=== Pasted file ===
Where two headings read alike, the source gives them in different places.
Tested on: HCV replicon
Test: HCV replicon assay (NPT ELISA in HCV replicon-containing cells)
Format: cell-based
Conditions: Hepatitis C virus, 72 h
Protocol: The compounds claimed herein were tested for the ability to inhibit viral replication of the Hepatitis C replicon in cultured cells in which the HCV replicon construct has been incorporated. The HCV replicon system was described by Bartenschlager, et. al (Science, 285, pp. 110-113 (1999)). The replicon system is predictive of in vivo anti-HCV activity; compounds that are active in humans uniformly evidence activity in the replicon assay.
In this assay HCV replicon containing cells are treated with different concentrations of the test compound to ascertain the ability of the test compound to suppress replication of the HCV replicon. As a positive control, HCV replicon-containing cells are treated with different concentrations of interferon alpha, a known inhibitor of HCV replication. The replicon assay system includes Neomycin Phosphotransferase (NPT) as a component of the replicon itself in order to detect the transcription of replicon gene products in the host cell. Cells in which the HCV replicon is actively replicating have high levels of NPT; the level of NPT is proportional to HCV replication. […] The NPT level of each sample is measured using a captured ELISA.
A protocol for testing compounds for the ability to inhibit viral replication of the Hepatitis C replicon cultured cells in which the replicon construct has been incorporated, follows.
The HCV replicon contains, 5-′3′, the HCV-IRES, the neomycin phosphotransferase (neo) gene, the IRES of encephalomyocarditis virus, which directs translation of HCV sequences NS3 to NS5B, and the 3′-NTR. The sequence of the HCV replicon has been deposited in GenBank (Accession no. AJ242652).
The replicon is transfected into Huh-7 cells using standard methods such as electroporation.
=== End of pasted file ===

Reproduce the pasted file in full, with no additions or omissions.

Where two headings read alike, the source gives them in different places.
Tested on: HCV replicon
Test: HCV replicon assay (NPT ELISA in HCV replicon-containing cells)
Format: cell-based
Conditions: Hepatitis C virus, 72 h
Protocol: The compounds claimed herein were tested for the ability to inhibit viral replication of the Hepatitis C replicon in cultured cells in which the HCV replicon construct has been incorporated. The HCV replicon system was described by Bartenschlager, et. al (Science, 285, pp. 110-113 (1999)). The replicon system is predictive of in vivo anti-HCV activity; compounds that are active in humans uniformly evidence activity in the replicon assay.
In this assay HCV replicon containing cells are treated with different concentrations of the test compound to ascertain the ability of the test compound to suppress replication of the HCV replicon. As a positive control, HCV replicon-containing cells are treated with different concentrations of interferon alpha, a known inhibitor of HCV replication. The replicon assay system includes Neomycin Phosphotransferase (NPT) as a component of the replicon itself in order to detect the transcription of replicon gene products in the host cell. Cells in which the HCV replicon is actively replicating have high levels of NPT; the level of NPT is proportional to HCV replication. […] The NPT level of each sample is measured using a captured ELISA.
A protocol for testing compounds for the ability to inhibit viral replication of the Hepatitis C replicon cultured cells in which the replicon construct has been incorporated, follows.
The HCV replicon contains, 5-′3′, the HCV-IRES, the neomycin phosphotransferase (neo) gene, the IRES of encephalomyocarditis virus, which directs translation of HCV sequences NS3 to NS5B, and the 3′-NTR. The sequence of the HCV replicon has been deposited in GenBank (Accession no. AJ242652).
The replicon is transfected into Huh-7 cells using standard methods such as electroporation.